A heavy-vehicle manufacturer based out of South Bend, Ind., AM General is best known today for its role in the production of the civilian Hummer and military Humvee all-terrain vehicles. During the second half of the 1970s, AM General also produced various types of transit buses.
From Standard Wheel Company to military service
AM General has roots in the Standard Wheel Company, a bicycle manufacturer that entered the automotive market in 1903 with its Overland Automotive Division. Overland was purchased by Willys in 1908, forming Willys-Overland Motors, Inc. During the 1940s, Willys-Overland produced ?America's first 4WD, quarter-ton tactical utility truck,? aka the U.S. Army's Jeep of WWII fame. Kaiser Motors bought Willys-Overland in 1953, changing the company name to Willys Motor Company. A decade later, Willys became Kaiser-Jeep Corporation, and a year after that, Kaiser-Jeep purchased Studebaker's facilities in South Bend.
The South Bend facility housed Kaiser-Jeep's Defense and Government Products Division beginning in 1967. Not long after, American Motors purchased Kaiser-Jeep, which in turn became AM General.
Production of buses, large trucks and Jeeps for industry, military and government use followed. By the late 1970s, High Mobility Multipurpose Wheeled Vehicles (HMMWV, or ?Humvee?) for military use became the automaker's primary focus. The right-hand drive Jeep DJ-5 series was used by the U.S. Postal Service.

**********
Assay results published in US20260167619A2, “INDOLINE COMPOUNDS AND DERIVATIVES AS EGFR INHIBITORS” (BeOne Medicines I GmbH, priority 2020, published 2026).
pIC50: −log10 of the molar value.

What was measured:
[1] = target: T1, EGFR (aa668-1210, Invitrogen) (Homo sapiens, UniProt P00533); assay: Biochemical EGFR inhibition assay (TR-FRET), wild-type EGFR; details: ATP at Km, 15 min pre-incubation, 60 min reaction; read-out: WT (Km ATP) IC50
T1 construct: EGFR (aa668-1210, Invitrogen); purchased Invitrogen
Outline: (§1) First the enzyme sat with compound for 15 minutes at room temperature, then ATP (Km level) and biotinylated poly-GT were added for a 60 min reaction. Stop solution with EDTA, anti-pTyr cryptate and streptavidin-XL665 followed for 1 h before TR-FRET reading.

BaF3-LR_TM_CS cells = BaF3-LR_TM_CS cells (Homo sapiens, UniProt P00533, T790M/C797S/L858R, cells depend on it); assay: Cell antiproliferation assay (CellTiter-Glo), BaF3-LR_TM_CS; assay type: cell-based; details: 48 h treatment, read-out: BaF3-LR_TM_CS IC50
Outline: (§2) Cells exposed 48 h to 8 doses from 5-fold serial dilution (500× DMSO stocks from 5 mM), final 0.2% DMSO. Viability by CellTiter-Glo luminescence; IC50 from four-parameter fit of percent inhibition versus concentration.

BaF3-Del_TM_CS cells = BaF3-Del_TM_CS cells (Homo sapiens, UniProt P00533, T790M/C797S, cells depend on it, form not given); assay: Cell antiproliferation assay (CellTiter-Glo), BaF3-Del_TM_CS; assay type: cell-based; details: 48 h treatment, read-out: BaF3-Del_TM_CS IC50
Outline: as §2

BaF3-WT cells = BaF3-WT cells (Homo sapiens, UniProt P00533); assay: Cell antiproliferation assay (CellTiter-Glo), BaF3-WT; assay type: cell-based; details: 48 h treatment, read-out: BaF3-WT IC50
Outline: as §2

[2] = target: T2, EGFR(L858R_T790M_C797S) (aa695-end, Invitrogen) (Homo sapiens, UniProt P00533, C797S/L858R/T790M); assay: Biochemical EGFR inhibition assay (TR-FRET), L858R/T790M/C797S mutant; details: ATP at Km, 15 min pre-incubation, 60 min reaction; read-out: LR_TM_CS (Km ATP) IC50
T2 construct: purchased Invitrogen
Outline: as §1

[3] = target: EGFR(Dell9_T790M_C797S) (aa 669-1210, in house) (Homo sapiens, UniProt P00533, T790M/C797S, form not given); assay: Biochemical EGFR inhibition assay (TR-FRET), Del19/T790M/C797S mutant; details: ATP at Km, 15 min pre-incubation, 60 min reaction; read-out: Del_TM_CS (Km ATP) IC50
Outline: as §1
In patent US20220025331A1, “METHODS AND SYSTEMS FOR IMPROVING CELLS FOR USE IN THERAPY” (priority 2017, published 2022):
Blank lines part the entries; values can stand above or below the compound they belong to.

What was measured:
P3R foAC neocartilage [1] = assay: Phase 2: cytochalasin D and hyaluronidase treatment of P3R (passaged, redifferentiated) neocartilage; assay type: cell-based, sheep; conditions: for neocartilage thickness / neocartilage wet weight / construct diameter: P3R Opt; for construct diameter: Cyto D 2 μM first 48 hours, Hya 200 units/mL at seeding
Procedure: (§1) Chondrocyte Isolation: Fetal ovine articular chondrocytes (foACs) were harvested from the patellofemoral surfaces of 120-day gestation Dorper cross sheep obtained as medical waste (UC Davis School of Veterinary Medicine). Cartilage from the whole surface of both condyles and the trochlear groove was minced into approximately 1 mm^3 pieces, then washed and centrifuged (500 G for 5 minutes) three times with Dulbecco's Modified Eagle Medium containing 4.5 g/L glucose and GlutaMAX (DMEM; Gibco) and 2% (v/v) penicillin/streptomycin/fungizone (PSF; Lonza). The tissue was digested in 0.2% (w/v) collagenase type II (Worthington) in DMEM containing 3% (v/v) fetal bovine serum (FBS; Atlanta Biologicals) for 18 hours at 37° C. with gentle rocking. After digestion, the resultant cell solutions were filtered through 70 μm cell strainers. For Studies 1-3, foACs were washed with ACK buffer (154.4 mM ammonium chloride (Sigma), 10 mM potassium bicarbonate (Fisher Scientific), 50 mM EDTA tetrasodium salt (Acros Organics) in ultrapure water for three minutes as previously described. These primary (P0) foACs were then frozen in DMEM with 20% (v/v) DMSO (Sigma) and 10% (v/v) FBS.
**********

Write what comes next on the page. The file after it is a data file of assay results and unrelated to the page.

French interests intervene
In 1982, French automaker Renault purchased American Motors, effectively ending the Humvee creator's independent period. As U.S. government regulations at the time would not allow a foreign government to own a U.S. defense contractor ? the French government partially owned Renault ? American Motors sold AM General to the LTV Corporation, where it became part of the LTV Aerospace and Defense Company. One result was that AM General remained independent after American Motors was purchased by Chrysler.
GM takes Hummer
While still a contractor for the U.S. government and military, AM General sold Hummer brand rights to General Motors in 1999. Production of the Hummer H2 fell under the GM banner, but AM General actually produced the vehicle. Production of the civilian Humvee model continued until June 2006.
Taxis and EVs, please
Two years after Hummer production stopped, AM General teamed with Vehicle Production Group of Troy, Mich. Plans to produce multi-purpose taxis came to fruition by 2010. That year was also marked by AM General being awarded a contract to produce electric drive trains for the Ford Transit Connect at its Livonia, Mich., plant.